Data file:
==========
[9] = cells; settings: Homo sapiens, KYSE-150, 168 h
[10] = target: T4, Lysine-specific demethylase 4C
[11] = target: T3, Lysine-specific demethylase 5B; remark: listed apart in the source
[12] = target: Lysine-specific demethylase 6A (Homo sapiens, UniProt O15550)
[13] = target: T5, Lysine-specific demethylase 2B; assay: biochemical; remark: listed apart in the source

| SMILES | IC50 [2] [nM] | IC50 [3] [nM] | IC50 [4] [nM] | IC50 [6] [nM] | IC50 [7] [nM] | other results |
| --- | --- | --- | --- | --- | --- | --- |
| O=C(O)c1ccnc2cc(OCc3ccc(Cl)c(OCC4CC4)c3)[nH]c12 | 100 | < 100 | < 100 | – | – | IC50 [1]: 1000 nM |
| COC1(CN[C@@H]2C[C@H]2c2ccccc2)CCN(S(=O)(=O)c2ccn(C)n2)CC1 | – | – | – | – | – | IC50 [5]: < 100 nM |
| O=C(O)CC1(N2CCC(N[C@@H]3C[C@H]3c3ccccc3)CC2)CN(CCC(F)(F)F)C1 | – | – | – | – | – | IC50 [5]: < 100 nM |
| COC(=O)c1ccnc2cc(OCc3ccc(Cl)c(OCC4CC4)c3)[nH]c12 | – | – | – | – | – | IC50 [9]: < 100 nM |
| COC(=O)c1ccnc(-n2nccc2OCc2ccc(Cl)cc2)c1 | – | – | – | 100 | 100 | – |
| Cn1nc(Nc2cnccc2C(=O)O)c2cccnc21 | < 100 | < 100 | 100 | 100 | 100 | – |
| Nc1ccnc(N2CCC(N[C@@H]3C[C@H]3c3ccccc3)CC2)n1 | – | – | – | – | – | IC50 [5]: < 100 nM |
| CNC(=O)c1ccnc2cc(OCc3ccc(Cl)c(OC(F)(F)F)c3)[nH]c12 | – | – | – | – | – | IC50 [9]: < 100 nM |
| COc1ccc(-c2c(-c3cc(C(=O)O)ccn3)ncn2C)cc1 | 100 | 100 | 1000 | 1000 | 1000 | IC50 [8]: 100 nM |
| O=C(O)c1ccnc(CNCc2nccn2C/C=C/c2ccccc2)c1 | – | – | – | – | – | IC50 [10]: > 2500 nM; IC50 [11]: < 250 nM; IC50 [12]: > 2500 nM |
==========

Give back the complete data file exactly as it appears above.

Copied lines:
[9] = cells; settings: Homo sapiens, KYSE-150, 168 h
[10] = target: T4, Lysine-specific demethylase 4C
[11] = target: T3, Lysine-specific demethylase 5B; remark: listed apart in the source
[12] = target: Lysine-specific demethylase 6A (Homo sapiens, UniProt O15550)
[13] = target: T5, Lysine-specific demethylase 2B; assay: biochemical; remark: listed apart in the source

| SMILES | IC50 [2] [nM] | IC50 [3] [nM] | IC50 [4] [nM] | IC50 [6] [nM] | IC50 [7] [nM] | other results |
| --- | --- | --- | --- | --- | --- | --- |
| O=C(O)c1ccnc2cc(OCc3ccc(Cl)c(OCC4CC4)c3)[nH]c12 | 100 | < 100 | < 100 | – | – | IC50 [1]: 1000 nM |
| COC1(CN[C@@H]2C[C@H]2c2ccccc2)CCN(S(=O)(=O)c2ccn(C)n2)CC1 | – | – | – | – | – | IC50 [5]: < 100 nM |
| O=C(O)CC1(N2CCC(N[C@@H]3C[C@H]3c3ccccc3)CC2)CN(CCC(F)(F)F)C1 | – | – | – | – | – | IC50 [5]: < 100 nM |
| COC(=O)c1ccnc2cc(OCc3ccc(Cl)c(OCC4CC4)c3)[nH]c12 | – | – | – | – | – | IC50 [9]: < 100 nM |
| COC(=O)c1ccnc(-n2nccc2OCc2ccc(Cl)cc2)c1 | – | – | – | 100 | 100 | – |
| Cn1nc(Nc2cnccc2C(=O)O)c2cccnc21 | < 100 | < 100 | 100 | 100 | 100 | – |
| Nc1ccnc(N2CCC(N[C@@H]3C[C@H]3c3ccccc3)CC2)n1 | – | – | – | – | – | IC50 [5]: < 100 nM |
| CNC(=O)c1ccnc2cc(OCc3ccc(Cl)c(OC(F)(F)F)c3)[nH]c12 | – | – | – | – | – | IC50 [9]: < 100 nM |
| COc1ccc(-c2c(-c3cc(C(=O)O)ccn3)ncn2C)cc1 | 100 | 100 | 1000 | 1000 | 1000 | IC50 [8]: 100 nM |
| O=C(O)c1ccnc(CNCc2nccn2C/C=C/c2ccccc2)c1 | – | – | – | – | – | IC50 [10]: > 2500 nM; IC50 [11]: < 250 nM; IC50 [12]: > 2500 nM |